I can work on vehicles, electrical, plumbing, carpentry, cabinetry, butchering and curing, canning, some gunsmithing, welding, bullet casting, ammunition manufacturing and reloading (pistol, rifle, and shot shell), bike wrenching, wheel building, and learning metal lathe and mill skills. I don't claim to be a master of any but proficient in some aspects of all, plus I know my limits and when to call in a pro. Formerly I knew something about computers and writing html and a few other areas of knowledge. I know most of our long term members can do from some to most of the above list and even more. It's sad that the younger generations have not learned to have such broad knowledge but they don't need it day to day.

              Even if I had the answer or solution it is doubtful that enough of the folks that could make change happen would. People fear what they do not know or understand and my antiquated ways are frightening to them.
              Last edited by Black walnut; 03-01-2024, 07:42 PM.
              just another brick in the wall...

              Boycott McAfee. They placed an unresponsive popup on my pc.

              Comment


              • leehljp
                leehljp commented
                Editing a comment
                "I can work on vehicles, electrical, plumbing, carpentry, cabinetry, butchering and curing, canning, some gunsmithing, welding, bullet casting, ammunition manufacturing and reloading (pistol, rifle, and shot sheel), bike wrenching, wheel building, and learning metal lathe and mill skills. I don't claim to be a master of any but proficient in some aspects of all, plus I know my limits and when to call in a pro. Formerly I knew something about computers and writing html and a few other areas of knowledge. "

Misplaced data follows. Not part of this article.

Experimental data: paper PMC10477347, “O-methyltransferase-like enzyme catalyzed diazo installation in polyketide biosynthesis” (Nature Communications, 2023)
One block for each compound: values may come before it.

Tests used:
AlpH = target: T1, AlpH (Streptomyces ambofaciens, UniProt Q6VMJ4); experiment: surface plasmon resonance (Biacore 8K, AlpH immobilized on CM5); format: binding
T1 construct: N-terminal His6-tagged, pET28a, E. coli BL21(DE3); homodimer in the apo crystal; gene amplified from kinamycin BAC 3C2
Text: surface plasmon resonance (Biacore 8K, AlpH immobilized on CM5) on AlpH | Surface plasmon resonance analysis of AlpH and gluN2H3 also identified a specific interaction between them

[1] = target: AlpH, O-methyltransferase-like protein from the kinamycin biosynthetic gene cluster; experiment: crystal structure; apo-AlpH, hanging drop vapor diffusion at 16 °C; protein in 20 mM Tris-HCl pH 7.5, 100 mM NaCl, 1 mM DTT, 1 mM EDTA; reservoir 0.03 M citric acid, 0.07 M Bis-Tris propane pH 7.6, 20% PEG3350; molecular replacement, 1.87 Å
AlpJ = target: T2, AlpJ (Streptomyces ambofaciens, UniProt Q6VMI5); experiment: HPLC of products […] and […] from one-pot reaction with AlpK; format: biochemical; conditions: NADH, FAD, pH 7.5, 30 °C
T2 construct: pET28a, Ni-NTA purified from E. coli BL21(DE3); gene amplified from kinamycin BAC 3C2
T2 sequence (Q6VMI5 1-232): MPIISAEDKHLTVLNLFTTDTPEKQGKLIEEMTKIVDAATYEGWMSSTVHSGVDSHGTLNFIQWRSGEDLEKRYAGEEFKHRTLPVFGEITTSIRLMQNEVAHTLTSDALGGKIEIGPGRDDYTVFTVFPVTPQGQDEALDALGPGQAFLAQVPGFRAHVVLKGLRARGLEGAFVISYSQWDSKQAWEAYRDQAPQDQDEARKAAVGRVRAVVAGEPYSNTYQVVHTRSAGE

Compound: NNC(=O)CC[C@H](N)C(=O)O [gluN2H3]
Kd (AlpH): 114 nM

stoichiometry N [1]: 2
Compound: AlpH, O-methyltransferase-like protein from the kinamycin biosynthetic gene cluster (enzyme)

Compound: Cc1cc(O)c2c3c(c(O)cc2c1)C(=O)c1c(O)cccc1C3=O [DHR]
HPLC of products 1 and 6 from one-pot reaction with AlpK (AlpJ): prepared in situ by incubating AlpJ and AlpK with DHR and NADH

Me too. I have one grandson out of 8 that can do these things. I like your comment about pocket knives. Yes, I agree 100% with that. You didn't mention your computer skills but you have them. We are not creating a curiosity environment like it was when we were young.

              • dbhost

                dbhost
                commented
                Editing a comment
                I see it similarly but not exactly. Definately reflective of the massive push toward urbanization that occurred most notably closing out the 20th century, but more than that, it was the push for credentialism. That idea that a pile of degrees would somehow make your life that much easier and more fulfilling, meanwhile we have crippled multiple generations that can not do for themselves nor their communities. I share and teach where I can. I know my limits, I am absolutely not a welder although I want to learn, but aside from some of those metal working skills, I can run more of that same list, and add a truck load of tech on top of that... I think as a society we should have added to the skills, not replaced.
            • cwsmith
              Veteran Member
              • Dec 2005
              • 2745
              • NY Southern Tier, USA.
              • BT3100-1

              #9
              Our son came to visit for a few days this week. He lives down in the New Orleans area now, so we only get to see him a couple of times a year.

              While he was here we decided to sort through the massive amount of memoribilia we had accumulated during his youth and we came across this little limerick he had written for a 'Science Digest' contest back in April of 1983, when he was thirteen. It sort of fits with the subject of this post I think:

              The robot invasion is grand,
              they are romping all over the land.
              But some people wonder,
              and think it's a blunder,
              that people don't do work by hand.


              CWS
              Think it Through Before You Do!